Teachers' Perceptions of Principals’ Instructional Leadership in Omani Schools

Yasser F. Hendawy Al-Mahdy, Amal R. Al-kiyumi

American Journal of Educational Research

Teachers' Perceptions of Principals’ Instructional Leadership in Omani Schools

Yasser F. Hendawy Al-Mahdy1,, Amal R. Al-kiyumi2

1Department of Comparative Education & Educational Administration, Faculty of Education, Ain Shams University, EGYPT

2Department of Educational Foundations and Administration, Sultan Qaboos University, OMAN


The main purpose of this study was to examine teachers’ perceptions of their school principals’ instructional leadership (IL), and the impact gender might has on those perceptions. The Instructional Management Rating Scale (PIMRS) Thai-form of Hallinger and Lee [15] was used to collect data from 368 teachers for measuring principals’ practices of instructional leadership in Omani schools. The main results suggested a moderate level of school principals’ engagement in the three dimensions of instructional leadership. The lowest rated dimension was managing the Instructional Program whereas the highest rated dimension was Creating School Mission. There were significant differences in the first dimension of IL (i.e. creating a school mission) based on gender in favor of female teachers. This study contributes to the body of research on instructional leadership from the Omani cultural context.

Cite this article:

  • Yasser F. Hendawy Al-Mahdy, Amal R. Al-kiyumi. Teachers' Perceptions of Principals’ Instructional Leadership in Omani Schools. American Journal of Educational Research. Vol. 3, No. 12, 2015, pp 1504-1510. http://pubs.sciepub.com/education/3/12/4
  • Al-Mahdy, Yasser F. Hendawy, and Amal R. Al-kiyumi. "Teachers' Perceptions of Principals’ Instructional Leadership in Omani Schools." American Journal of Educational Research 3.12 (2015): 1504-1510.
  • Al-Mahdy, Y. F. H. , & Al-kiyumi, A. R. (2015). Teachers' Perceptions of Principals’ Instructional Leadership in Omani Schools. American Journal of Educational Research, 3(12), 1504-1510.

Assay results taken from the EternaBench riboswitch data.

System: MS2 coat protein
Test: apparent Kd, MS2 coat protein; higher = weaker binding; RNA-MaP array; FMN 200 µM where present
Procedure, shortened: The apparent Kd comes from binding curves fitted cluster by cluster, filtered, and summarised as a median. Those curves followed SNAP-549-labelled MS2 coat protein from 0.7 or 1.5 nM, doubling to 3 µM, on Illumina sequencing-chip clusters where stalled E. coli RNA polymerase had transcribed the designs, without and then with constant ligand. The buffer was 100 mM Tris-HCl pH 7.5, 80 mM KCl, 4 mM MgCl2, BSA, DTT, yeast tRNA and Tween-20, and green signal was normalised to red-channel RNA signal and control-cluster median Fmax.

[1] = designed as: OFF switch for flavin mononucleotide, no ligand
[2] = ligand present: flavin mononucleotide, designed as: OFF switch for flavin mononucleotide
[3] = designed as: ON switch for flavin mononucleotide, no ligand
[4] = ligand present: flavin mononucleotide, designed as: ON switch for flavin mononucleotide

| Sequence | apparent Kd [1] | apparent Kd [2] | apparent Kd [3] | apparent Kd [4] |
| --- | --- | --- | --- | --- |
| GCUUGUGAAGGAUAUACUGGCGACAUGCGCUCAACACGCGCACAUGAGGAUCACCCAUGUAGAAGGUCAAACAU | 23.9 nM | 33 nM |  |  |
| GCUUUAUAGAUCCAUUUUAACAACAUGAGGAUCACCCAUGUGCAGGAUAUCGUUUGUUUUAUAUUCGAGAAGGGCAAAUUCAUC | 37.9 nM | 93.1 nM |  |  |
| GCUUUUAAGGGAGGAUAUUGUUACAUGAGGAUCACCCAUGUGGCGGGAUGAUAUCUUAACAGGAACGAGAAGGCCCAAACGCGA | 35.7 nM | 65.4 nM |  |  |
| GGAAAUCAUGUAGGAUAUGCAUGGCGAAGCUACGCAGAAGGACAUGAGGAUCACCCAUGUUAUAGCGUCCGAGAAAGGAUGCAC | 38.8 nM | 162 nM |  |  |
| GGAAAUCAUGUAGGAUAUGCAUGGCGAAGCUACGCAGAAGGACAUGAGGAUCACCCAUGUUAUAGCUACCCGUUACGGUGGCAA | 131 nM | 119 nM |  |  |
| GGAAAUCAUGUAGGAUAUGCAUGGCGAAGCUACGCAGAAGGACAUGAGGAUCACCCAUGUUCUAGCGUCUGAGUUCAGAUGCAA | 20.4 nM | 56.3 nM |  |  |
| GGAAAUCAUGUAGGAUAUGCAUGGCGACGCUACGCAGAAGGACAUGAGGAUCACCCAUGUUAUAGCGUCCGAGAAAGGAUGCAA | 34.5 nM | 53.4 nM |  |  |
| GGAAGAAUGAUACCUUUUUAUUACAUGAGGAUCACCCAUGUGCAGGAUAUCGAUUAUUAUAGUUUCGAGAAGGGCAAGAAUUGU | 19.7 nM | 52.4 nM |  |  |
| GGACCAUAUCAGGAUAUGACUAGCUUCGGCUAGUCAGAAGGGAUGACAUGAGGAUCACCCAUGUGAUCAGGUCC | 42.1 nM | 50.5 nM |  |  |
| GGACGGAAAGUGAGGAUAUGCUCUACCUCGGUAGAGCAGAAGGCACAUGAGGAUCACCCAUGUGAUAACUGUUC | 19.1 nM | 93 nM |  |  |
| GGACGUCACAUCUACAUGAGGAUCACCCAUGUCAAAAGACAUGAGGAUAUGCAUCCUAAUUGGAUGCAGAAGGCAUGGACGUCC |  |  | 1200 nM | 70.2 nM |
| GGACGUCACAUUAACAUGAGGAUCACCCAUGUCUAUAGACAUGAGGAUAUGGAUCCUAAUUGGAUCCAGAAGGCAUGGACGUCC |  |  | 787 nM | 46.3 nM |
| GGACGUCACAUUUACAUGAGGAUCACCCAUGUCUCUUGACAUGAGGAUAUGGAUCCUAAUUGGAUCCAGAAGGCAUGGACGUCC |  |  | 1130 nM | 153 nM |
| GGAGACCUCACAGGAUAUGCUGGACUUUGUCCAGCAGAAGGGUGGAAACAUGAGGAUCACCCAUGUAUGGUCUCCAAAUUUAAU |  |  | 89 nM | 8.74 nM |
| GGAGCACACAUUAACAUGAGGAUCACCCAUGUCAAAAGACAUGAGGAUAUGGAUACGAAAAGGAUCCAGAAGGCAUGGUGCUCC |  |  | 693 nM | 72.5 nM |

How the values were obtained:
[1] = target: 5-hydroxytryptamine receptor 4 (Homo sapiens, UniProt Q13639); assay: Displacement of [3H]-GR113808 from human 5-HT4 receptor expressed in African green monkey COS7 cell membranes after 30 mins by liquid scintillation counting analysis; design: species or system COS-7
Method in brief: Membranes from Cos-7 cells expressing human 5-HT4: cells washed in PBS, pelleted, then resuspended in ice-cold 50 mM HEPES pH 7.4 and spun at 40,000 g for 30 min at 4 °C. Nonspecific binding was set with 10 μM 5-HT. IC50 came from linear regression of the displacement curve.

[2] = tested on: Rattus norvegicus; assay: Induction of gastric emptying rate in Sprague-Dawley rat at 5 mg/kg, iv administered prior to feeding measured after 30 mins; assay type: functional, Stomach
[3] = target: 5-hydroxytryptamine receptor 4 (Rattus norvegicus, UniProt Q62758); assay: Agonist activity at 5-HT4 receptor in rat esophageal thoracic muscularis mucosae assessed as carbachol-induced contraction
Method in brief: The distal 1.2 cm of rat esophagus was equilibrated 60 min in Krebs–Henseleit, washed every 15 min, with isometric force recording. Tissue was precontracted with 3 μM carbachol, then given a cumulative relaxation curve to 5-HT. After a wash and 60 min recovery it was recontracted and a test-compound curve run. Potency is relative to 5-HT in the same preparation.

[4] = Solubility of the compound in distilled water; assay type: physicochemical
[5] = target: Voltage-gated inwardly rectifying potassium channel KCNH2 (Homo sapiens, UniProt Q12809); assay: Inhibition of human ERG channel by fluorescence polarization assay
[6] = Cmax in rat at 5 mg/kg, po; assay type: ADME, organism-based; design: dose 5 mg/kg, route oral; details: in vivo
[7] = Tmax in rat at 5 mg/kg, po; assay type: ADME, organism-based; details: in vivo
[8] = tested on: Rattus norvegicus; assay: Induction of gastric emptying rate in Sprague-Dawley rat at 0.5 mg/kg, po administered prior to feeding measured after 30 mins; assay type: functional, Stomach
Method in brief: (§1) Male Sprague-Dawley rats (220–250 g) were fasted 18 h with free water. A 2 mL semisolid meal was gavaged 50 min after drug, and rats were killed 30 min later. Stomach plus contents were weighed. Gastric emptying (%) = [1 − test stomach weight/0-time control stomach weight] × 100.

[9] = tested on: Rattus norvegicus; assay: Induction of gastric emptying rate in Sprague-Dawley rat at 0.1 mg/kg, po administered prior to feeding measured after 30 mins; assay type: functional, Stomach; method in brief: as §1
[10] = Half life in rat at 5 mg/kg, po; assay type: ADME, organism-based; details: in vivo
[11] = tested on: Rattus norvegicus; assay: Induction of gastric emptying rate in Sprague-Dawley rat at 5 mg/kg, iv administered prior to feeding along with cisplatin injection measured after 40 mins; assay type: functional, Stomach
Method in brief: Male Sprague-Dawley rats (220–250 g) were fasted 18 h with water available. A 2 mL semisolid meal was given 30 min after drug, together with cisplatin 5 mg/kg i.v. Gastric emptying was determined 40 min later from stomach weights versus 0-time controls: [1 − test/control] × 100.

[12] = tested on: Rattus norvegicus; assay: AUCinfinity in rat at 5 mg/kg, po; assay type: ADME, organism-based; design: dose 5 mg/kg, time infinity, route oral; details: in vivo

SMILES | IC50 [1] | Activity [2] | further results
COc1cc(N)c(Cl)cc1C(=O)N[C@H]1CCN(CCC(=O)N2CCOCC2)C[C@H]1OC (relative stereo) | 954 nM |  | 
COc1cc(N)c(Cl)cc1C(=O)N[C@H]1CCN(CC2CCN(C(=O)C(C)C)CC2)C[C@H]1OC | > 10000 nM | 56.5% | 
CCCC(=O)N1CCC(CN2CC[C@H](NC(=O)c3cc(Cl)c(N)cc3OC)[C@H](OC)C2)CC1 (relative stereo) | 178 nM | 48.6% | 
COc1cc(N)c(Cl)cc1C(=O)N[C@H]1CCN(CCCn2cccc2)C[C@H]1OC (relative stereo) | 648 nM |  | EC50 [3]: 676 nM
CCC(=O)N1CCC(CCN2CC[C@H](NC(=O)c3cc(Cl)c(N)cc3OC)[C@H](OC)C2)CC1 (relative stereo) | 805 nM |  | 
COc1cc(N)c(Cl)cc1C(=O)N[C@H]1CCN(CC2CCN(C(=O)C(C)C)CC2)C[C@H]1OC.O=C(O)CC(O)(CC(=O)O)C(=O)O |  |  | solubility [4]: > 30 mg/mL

• Al-Mahdy, Yasser F. Hendawy, and Amal R. Al-kiyumi. "Teachers' Perceptions of Principals’ Instructional Leadership in Omani Schools." American Journal of Educational Research 3, no. 12 (2015): 1504-1510.

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1. Introduction

A vast body of research on effective schools provides consistent evidence that effective leadership is the key factor for school improvement and student achievement [9]. For instance, drawing on longitudinal data derived from hundreds of schools in Chicago, a study by Bryk, and colleagues [6] concluded that the school Principalship is a significant driving force for a school to achieve high quality instruction, and thereby, to enhance student achievement.

As the leadership of school has evolved, the role of the principal has become increasingly complex and unclear [12, 36]. However, Stronge, et al. [34] suggest, “Nothing in the principal’s role is more important for ensuring successful student learning than effective instructional leadership” (p. 13). However, despite its importance in promoting the effectiveness of schools and serving the ultimate goal of the teaching and learning process at schools, Hallinger and Murphy [17] assert that principals do not allocate a significant portion of their time to managing the instructional activities of their schools. Likewise, Smith and Andrews [32] found the dichotomy of secondary principals acting as building managers and elementary principals spending more time on instructional management to be inaccurate.

In Oman, the educational system is centralized but there are new moves toward decentralization in the form of school-based management. The Ministry of Education has adopted SBM system with certain responsibilities devolved to pilot schools. One of the aims is to improve schools and encourage local level decision making through a policy of decentralization [26]. The Ministry of Education has taken care to develop a new school leadership that can lead school improvement in terms of school achievement. One of mechanisms to develop the role of school principals as instructional leaders in Omani schools is the newly-issued job description of Omani principals. It includes many tasks that are related to improving the instructional performance for both students and teachers [27].